Akin-Akinyosoye, K, Sarmanova, A, Fernandes, GS, Frowd, N, Swaithes, L, Stocks, J, Valdes, A, McWilliams, DF, Zhang, W, Doherty, M, Ferguson, E and Walsh, DA (2020) Baseline self-report 'central mechanisms' trait predicts persistent knee pain in the Knee Pain in the Community (KPIC) cohort. Osteoarthritis and Cartilage, 28 (2). 173 -181. ISSN 1522-9653

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OBJECTIVES: We investigated whether baseline scores for a self-report trait linked to central mechanisms predict 1 year pain outcomes in the Knee Pain in the Community cohort. METHOD: 1471 participants reported knee pain at baseline and responded to a 1-year follow-up questionnaire, of whom 204 underwent pressure pain detection thresholds (PPTs) and radiographic assessment at baseline. Logistic and linear regression models estimated the relative risks (RRs) and associations (β) between self-report traits, PPTs and pain outcomes. Discriminative performance for each predictor was compared using receiver-operator characteristics (ROC) curves. RESULTS: Baseline Central Mechanisms trait scores predicted pain persistence (Relative Risk, RR = 2.10, P = 0.001) and persistent pain severity (β = 0.47, P < 0.001), even after adjustment for age, sex, BMI, radiographic scores and symptom duration. Baseline joint-line PPTs also associated with pain persistence (RR range = 0.65 to 0.68, P < 0.02), but only in univariate models. Lower baseline medial joint-line PPT was associated with persistent pain severity (β = -0.29, P = 0.013) in a fully adjusted model. The Central Mechanisms trait model showed good discrimination of pain persistence cases from resolved pain cases (Area Under the Curve, AUC = 0.70). The discrimination power of other predictors (PPTs (AUC range = 0.51 to 0.59), radiographic OA (AUC = 0.62), age, sex and BMI (AUC range = 0.51 to 0.64), improved significantly (P < 0.05) when the central mechanisms trait was included in each logistic regression model (AUC range = 0.69 to 0.74). CONCLUSION: A simple summary self-report Central Mechanisms trait score may indicate a contribution of central mechanisms to poor knee pain prognosis.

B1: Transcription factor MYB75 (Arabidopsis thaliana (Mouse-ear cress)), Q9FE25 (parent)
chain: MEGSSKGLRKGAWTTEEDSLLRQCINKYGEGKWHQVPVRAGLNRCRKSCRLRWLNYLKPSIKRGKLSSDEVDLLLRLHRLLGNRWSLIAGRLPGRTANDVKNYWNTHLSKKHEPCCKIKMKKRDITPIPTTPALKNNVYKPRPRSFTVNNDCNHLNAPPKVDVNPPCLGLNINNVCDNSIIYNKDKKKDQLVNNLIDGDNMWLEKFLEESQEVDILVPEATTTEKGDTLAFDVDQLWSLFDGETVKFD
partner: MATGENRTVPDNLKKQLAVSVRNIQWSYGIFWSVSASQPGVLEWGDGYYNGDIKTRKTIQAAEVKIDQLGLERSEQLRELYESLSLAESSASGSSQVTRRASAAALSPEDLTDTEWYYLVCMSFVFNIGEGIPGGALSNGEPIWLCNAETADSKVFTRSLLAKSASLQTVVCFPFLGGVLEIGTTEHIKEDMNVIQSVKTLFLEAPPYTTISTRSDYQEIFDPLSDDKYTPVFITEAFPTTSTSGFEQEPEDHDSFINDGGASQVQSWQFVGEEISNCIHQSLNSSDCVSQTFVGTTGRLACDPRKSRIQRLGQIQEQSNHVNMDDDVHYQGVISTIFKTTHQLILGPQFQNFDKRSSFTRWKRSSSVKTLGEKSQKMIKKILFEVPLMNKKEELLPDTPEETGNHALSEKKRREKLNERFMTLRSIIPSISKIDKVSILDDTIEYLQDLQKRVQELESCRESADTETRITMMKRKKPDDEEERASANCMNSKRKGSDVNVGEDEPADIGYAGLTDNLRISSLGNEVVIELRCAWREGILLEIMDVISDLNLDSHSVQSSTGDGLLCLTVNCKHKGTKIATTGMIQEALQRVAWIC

Item Type: Article
Additional Information: This is the final published version (version of record). It was first published online via Elsevier at https://www.oarsijournal.com/article/S1063-4584(19)31270-1/fulltext - please refer to any applicable terms of use of the publisher.
Uncontrolled Keywords: Central pain mechanisms, Knee pain, Outcome measures, Phenotypes, Quantitative sensory testing
Subjects: R Medicine > RC Internal medicine > RC925 Diseases of the musculoskeletal system
Divisions: Faculty of Medicine and Health Sciences > School of Primary, Community and Social Care
Related URLs:
Depositing User: Symplectic
Date Deposited: 10 Jun 2020 11:34
Last Modified: 10 Jun 2020 11:40
URI: https://eprints.keele.ac.uk/id/eprint/8168

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